Coaches aren't always forthcoming about the exact dynamics behind the scenes, but in listening to new offensive coordinator Sterlin Gilbert discuss the Texas Longhorns quarterbacks and what he expects from them, there's some remarkable overlap with early enrollee Shane Buechele.
The requirements for Gilbert aren't exactly revolutionary, but his first spring press conference did provide some perspective on exactly what he wants.
"They have to be intelligent," Gilbert said. "Obviously, they have to able to throw around and be accurate with the ball, and just understand what we do. If you are that intelligent and that high of a football IQ, and you equate those things then you have a guy that has a chance to be successful with what we do."
Let's compare those requirements with what the former Texas high school quarterback has seen from the most recent Texas high school quarterback on the roster in Austin.
"He's headsy," Gilbert said. "He's got a live arm about him. He carries himself well. He's got a high football IQ, competitive, and just a guy that he's urgent about what he does and how he does it. But he's got a lot of room for growth or improvement."
Intelligence? Check. Witness the 4.0 grade-point average in high school. Live arm? Check. Just reflect back on Buechele nearly winning the Elite 11 Finals and his ability to excel as a high school pitcher and shortstop.
Those are two big requirements for Gilbert, and the comment about urgency suggests that Buechele is putting in the preparation he needs to learn an offense that the other quarterbacks are also beginning to understand on the fly.
After all, Buechele was the guy who watched Tulsa film on YouTube before getting to Austin in addition to picking the brain of Golden Hurricane quarterback Dane Evans, a breakout player under Gilbert last year in throwing for 4,332 yards and 25 touchdowns in 2015.
Reports from practice indicate that he may be the most decisive of the entire group of quarterbacks, a result of processing the game quickly and understanding what he's seeing, not to mention that prep work he started in December. By a week into spring practice, head coach Charlie Strong was already impressed with Buechele's ability to know where to put the football.
In high school, that was certainly a quality that benefitted Buechele, as he completed 68.1 percent of his passes as a junior and 64.6 percent as a senior. Meanwhile, his interception rate hovered at just over two percent both of this seasons.
When the Arlington Lamar product arrived in Austin, all he wanted was an opportunity. He got it in quickly surpassing redshirt freshman Kai Locksley and Matthew Merrick for repetitions and probably benefitted from Gilbert allowing each quarterback to make an impression on him without any pre-conceived notions.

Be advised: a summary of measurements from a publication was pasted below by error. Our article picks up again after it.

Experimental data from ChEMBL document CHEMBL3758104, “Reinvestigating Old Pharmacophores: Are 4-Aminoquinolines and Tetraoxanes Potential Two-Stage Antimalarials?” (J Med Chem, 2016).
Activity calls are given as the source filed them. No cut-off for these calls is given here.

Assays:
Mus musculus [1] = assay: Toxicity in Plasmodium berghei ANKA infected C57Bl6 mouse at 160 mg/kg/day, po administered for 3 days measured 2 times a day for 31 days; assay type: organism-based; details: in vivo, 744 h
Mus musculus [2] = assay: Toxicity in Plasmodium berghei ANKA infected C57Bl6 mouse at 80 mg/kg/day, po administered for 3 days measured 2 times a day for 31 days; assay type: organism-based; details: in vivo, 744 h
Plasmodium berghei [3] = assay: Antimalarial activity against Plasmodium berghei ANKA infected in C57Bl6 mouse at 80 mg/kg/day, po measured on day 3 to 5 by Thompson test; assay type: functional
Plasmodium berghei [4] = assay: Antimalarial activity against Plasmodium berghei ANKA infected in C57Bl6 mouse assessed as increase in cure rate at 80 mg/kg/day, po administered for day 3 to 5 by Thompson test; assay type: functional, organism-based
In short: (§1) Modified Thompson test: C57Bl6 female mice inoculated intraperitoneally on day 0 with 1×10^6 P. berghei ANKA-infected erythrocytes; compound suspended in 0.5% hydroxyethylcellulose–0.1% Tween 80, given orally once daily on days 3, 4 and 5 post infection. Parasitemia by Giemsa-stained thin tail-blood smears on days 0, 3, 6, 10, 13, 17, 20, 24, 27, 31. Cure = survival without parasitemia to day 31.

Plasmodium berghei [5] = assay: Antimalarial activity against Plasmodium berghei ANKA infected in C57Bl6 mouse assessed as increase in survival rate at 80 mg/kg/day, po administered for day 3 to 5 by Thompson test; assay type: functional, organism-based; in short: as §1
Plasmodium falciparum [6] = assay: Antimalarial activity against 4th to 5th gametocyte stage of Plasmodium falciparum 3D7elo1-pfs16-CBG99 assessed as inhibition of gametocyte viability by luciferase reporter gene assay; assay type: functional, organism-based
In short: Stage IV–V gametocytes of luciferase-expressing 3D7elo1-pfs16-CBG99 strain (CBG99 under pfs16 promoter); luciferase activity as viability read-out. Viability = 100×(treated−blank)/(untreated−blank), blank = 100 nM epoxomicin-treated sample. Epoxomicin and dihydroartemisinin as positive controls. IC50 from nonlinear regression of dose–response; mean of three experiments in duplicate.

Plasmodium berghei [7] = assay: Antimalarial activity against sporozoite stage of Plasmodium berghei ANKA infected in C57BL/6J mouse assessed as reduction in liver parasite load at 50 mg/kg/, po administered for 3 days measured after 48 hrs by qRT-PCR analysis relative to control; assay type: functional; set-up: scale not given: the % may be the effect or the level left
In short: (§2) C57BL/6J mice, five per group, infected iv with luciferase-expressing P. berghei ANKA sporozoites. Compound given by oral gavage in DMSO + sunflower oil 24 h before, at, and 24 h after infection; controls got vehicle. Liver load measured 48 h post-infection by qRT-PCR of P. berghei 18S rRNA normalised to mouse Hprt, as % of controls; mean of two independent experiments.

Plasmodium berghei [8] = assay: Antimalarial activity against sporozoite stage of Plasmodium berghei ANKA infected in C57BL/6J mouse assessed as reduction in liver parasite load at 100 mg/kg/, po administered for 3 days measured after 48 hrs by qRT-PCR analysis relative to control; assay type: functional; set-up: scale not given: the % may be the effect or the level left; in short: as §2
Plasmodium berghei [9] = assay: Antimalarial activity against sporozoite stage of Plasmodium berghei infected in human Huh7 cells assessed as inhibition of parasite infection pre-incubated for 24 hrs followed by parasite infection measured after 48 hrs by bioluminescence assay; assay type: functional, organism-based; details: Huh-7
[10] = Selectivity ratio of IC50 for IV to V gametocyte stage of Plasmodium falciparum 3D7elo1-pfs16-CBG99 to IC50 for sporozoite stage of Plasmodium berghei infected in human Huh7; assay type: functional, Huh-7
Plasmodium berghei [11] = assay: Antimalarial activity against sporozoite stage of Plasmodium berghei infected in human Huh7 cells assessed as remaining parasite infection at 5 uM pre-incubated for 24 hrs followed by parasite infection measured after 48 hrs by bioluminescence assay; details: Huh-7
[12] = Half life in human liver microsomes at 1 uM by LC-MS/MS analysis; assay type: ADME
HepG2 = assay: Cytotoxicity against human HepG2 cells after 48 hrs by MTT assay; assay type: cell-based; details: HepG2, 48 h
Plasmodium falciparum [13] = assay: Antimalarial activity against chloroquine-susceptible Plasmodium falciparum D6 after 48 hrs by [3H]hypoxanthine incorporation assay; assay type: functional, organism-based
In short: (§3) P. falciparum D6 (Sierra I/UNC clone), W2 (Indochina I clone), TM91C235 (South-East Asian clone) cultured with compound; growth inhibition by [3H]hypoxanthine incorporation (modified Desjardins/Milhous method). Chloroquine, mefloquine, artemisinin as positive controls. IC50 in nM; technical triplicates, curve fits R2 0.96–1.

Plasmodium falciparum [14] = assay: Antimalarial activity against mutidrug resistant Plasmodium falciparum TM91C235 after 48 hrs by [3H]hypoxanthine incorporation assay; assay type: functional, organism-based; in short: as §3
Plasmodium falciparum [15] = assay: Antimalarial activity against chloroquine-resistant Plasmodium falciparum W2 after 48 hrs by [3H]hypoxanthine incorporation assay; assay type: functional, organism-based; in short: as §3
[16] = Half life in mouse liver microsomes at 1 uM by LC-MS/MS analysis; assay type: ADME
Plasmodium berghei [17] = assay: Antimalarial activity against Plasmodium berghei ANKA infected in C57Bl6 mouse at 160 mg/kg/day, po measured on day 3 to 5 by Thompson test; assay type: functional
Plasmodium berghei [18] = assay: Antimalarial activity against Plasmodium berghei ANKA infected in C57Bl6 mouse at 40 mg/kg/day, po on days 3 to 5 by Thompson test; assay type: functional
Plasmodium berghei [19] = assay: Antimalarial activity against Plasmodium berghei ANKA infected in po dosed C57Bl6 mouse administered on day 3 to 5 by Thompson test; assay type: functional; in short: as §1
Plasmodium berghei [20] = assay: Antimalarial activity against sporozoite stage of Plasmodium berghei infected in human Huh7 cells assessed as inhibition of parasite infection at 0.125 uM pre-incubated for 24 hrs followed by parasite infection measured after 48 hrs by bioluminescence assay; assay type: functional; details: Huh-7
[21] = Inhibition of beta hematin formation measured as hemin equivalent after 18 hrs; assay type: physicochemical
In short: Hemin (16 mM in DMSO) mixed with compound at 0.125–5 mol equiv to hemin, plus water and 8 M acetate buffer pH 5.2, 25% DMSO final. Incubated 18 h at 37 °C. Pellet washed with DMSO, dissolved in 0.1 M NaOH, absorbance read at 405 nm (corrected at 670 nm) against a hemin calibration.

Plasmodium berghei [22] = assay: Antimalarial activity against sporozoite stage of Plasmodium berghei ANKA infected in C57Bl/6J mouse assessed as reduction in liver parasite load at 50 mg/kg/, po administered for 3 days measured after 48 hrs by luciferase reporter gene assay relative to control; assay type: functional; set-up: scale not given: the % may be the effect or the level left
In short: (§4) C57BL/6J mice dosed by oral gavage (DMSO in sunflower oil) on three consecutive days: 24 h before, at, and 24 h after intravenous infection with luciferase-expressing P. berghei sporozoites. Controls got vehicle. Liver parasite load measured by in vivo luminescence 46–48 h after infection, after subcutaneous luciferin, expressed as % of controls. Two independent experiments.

"I guess I am pretty excited going in and having the same slate as the other guys," Buechele told ESPN before he got to Austin.
By all accounts, it has worked out for him.
Listed at 6'1 and 191 pounds by the Longhorns, a bigger concern with Buechele than his ability to learn the offense and make the right decisions on the field is his durability. After splitting time with baseball in high school, his full focus is on football, but this is the first chance that he's had to get serious about the weight room during the offseason and there's some growth left for him to achieve.
The favored comparison with Buechele is to former star Colt McCoy, who also came to Texas underdeveloped physically after doing even more at Tuscola than Buechele did at Lamar. The difference is that Buechele might not necessarily be able to redshirt and add significant strength as McCoy did in 2004 while learning behind Longhorns legend Vince Young.
Buechele is also a little bit shorter and may not have the preternatural accuracy of McCoy, nor the presence of unusually mature receivers like Quan Cosby. However, there is size and speed in the wide receiver corps unlike what Texas had in those days -- Collin Johnson, John Burt, and DeAndre McNeal. So the accuracy that Buechele does possess, which is better than many of his peers around college football, could end up being enough to unleash the potential of those big threats.
What seems increasingly apparent is that Buechele will do everything possible to take advantage of sophomore quarterback Jerrod Heard's minor shoulder sprain and has an extremely high floor that could make him a viable option this fall.